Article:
Browsing by Subject "water balance"

Sort by: Order: Results:

Now showing items 1-2 of 2
  • Yan, Dongjun (Helsingfors universitet, 2009)
    Industrial plantations of eucalyptus are sharply increasing in Asia. Although supplying raw material for the pulp and paper industry, easing deforestation on native forests and increasing carbon sequestration to help counter global warming, there are several concerns about the environmental effects of industrial eucalyptus plantations. These concerns include invasiveness of eucalyptus and loss of biodiversity, loss of land for food production, loss of soil fertility due to short rotation times and biomass removal, and excessive water-use and reduced catchment water yields. With protagonists on both sides, there is a need to research and examine the environmental effects of industrial eucalyptus plantations in southern China. We modelled and mapped the spatial distribution of water balance components across a small (752 ha) catchment in Guangxi province in relation to land-use, including industrial and local community plantations of eucalyptus and agriculture. Studies about the spatial distribution of water-use by eucalyptus across the landscape are few. WATBAL, a water balance model with a monthly time step, was parameterized and used to derive water balance components for 180 selected locations in the catchment. From the model output, continuous (predictive) surfaces for monthly (long-term average) potential (PET) and actual evapotranspiration (AET), evapotranspiration deficit (PET- AET), surface runoff and drainage below rooting zone were generated using GIS (ArcGIS 9.2). Averaged across the catchment, annual (October- September) actual evapotranspiration accounted for 77 %, surface runoff for 15 % and drainage below rooting zone for 8 % of rainfall. Differences between land-use types were relatively small, but areas of highest actual evapotranspiration and lowest surface runoff were associated with the oldest (6-7 years old) forested areas, including pure and mixed eucalyptus industrial plantations and local community, coppiced plantations on the slopes. The areas with the lowest actual evapotranspiration were associated with agricultural crops in the bottom of the catchment. The clear dominance of actual evapotranspiration in the water balance of all land-use types reflects the dominating role of the evaporative potential of the climate, with land-use cover, soil and topography factors playing secondary roles. While water-use was the highest for the forested areas, eucalyptus per se did not use more water than mixed plantations or those of the local community. Tree cover in general reduced surface runoff and therefore would reduce the risk of erosion. Using our modelling and mapping approach, we were able to assess the water-use and other components of the water balance of eucalyptus plantations and other land use types for this catchment. The study showed the importance of having suitable and adequate ground truth data in order to derive reliable and useful interpolation surfaces using ArcGIS.
  • Jaeschke, Eric (Helsingfors universitet, 2014)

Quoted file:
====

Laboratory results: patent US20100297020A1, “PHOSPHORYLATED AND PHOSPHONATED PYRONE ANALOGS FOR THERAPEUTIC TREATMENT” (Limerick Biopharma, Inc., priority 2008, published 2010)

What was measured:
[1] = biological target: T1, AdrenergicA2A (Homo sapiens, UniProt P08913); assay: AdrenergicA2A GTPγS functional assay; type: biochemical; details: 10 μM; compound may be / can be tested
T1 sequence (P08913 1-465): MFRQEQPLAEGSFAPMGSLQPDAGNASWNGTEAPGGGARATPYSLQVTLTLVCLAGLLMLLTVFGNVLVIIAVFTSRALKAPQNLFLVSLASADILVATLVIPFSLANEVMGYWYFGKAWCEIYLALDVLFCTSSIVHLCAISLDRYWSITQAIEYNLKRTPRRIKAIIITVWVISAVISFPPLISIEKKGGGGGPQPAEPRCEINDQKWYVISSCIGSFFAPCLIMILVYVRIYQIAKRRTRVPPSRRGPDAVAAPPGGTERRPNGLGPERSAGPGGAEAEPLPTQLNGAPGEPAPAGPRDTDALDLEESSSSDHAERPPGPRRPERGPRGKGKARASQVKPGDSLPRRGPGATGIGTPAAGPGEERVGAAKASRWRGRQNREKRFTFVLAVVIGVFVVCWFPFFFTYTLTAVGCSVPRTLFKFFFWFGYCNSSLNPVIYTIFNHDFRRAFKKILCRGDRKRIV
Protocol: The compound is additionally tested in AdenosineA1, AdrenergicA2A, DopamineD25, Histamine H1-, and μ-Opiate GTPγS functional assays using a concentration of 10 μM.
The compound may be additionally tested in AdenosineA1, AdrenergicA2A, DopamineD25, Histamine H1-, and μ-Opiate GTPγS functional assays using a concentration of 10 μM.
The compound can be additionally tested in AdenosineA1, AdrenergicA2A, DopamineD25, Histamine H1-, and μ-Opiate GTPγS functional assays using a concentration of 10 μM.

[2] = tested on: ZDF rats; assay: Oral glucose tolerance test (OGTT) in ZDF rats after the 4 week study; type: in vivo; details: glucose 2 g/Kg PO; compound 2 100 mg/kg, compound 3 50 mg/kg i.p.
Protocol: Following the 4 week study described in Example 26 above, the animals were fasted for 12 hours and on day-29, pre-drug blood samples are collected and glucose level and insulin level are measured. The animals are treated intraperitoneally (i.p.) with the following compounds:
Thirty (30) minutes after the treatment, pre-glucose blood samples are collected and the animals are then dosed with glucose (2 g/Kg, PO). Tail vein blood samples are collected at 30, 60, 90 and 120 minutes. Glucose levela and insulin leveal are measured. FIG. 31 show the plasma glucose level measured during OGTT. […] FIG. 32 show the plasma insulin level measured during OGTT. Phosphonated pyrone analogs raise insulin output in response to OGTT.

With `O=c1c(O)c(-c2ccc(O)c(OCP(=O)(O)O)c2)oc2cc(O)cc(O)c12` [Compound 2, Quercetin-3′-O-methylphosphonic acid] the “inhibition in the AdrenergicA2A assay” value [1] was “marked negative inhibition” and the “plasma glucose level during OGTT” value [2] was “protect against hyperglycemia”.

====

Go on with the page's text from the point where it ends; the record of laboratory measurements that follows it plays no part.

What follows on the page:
The pocosins of the North Carolina Atlantic Coastal Plain (ACP) region play a vital role in controlling hydrologic patterns and determine wetland development and ecosystem structure and function. However, these low-lying, shallow water table forested watersheds have received little research attention due to the relative scarcity of long-term monitoring data, watershed delineation challenges and scarcity of unmanaged sites. Without holding anthropogenic activities constant, specific hydrological processes such as runoff generation, are difficult to describe because of drainage network influence on soil water storage. The principal goal of this study was to develop and test a water balance framework for investigating runoff characteristics and the active watershed area contributing to runoff of a managed pocosin watershed in the ACP. Using a water balance approach, the first objective was to calculate monthly and annual water balances with particular emphasis on deriving, mathematically, the area contributing to runoff. The second objective was to explore the concept of variable contributing area by converting discharge measured at the outlet to runoff using a watershed area. The watershed area needed to produce runoff values that result in closure of the water balance equation represents the variable runoff contributing area. The calculation was done for different temporal periods: monthly, seasonal, and annual and runoff contributing area values compared to the topographically defined watershed area. The results of the study indicated that water balance components were generally in good agreement and closure tended to occur at longer time scales, decreasing for shorter periods. Lack of system closure at shorter temporal scales suggested that the contributing area to runoff varied and differed from the topographically defined watershed area. Active contributing area clearly varies temporally but on average is estimated to be approximately 600 hectares. Regression predicted watershed size was smaller than expected which could have been due to the difference between measured and predicted streamflow. The extent at which the active contributing area fluctuates depends on the compounding uncertainty of water balance components.